Tuesday, February 6, 2007
Before this weekend, I must admit that I was feeling a bit like my world revolved around Abigail, and that was a very small world. It was pressure I was putting on myself to have the perfectly behaved, wallflower of a child so she would disturb no one. Needless to say Abigail is quite the social butterfly who quite enjoys the spotlight. I had completely forgotten the joy toddlers bring to most other people.
Well this weekend, God showed me that Abigail did not shrink my world. I did. She was meant to bless my world. Change it, yes. Force me to become more of everything, yes. But shrink the world, no. That was my doing when I placed unrealistic expectations on myself and on Abigail. Apparently it is not enough for me to be superwoman, but I want Abigail to be super-toddler. We are both failures. We inconvience each other and Chris and well at some point everyone else in our lives. We frustrate and annoy each other and Chris and everyone else in our lives. BUT we also add wonderful things to the world all because we are not super-people. I wonder if any of the middle-schoolers got so much out of the retreat.
I must tell you about the retreat.
Abigail is a social butterfly.
When you add a sleeping toddler to the girl's floor of a dormitory, the girls can giggle much more quietly than you expect.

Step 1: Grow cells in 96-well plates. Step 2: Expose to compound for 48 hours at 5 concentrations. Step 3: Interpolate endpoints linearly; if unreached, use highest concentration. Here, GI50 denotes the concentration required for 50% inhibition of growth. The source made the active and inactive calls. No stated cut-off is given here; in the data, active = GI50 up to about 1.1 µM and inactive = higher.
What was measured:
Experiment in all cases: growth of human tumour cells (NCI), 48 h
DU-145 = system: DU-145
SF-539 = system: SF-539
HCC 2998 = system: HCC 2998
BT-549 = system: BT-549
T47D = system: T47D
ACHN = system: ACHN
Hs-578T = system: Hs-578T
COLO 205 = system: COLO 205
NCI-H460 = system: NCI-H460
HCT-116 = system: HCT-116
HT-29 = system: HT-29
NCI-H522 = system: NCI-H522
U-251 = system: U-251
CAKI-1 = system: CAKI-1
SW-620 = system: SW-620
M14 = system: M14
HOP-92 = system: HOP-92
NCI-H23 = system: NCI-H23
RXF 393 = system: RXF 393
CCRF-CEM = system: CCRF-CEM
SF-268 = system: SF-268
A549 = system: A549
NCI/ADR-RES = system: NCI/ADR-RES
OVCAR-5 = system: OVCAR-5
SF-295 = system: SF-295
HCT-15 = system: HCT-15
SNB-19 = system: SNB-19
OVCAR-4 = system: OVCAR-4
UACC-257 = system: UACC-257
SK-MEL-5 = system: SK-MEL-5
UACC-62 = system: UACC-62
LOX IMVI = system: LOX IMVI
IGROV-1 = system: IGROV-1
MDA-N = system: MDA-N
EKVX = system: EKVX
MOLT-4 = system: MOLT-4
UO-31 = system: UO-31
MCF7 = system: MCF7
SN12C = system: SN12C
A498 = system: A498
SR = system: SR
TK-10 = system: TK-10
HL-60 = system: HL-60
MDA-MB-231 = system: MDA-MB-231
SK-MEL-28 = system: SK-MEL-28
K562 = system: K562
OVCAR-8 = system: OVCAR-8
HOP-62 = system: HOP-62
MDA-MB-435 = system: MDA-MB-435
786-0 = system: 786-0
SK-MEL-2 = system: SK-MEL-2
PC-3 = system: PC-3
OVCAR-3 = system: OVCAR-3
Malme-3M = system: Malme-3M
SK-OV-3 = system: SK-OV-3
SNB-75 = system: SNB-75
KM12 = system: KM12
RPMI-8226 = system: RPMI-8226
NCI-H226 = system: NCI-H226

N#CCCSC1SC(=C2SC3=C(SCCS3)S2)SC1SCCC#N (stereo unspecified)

All middle school girls want to hold a toddler.
25% of middle school boys will acknowledge a toddler, unless the toddler is serving as a distraction from teaching.
All adults want some sort of attention from a toddler.
Men will try to teach a female toddler to flirt even and maybe especially when her father is around.
Abigail now plays blinking games with everyone.
Given the opportunity to dance, Abigail will win the Junior Talent Contest Championship.
Once cheered for, Abigail will try to position herself in front of everyone throughout the rest of the weekend.
When placed on a landing with a railing of ballisters, Abigail will give short shouts so others will turn around to look at her.
At 7 degrees, even Abigail who hates her gloves will hide her hands between me and her as she is carried to dinner.
A mother who dreads taking her toddler to a middle school retreat will learn that many people love her and her child and will love her family more when they return than when they left.
All in all it was a wonderful weekend.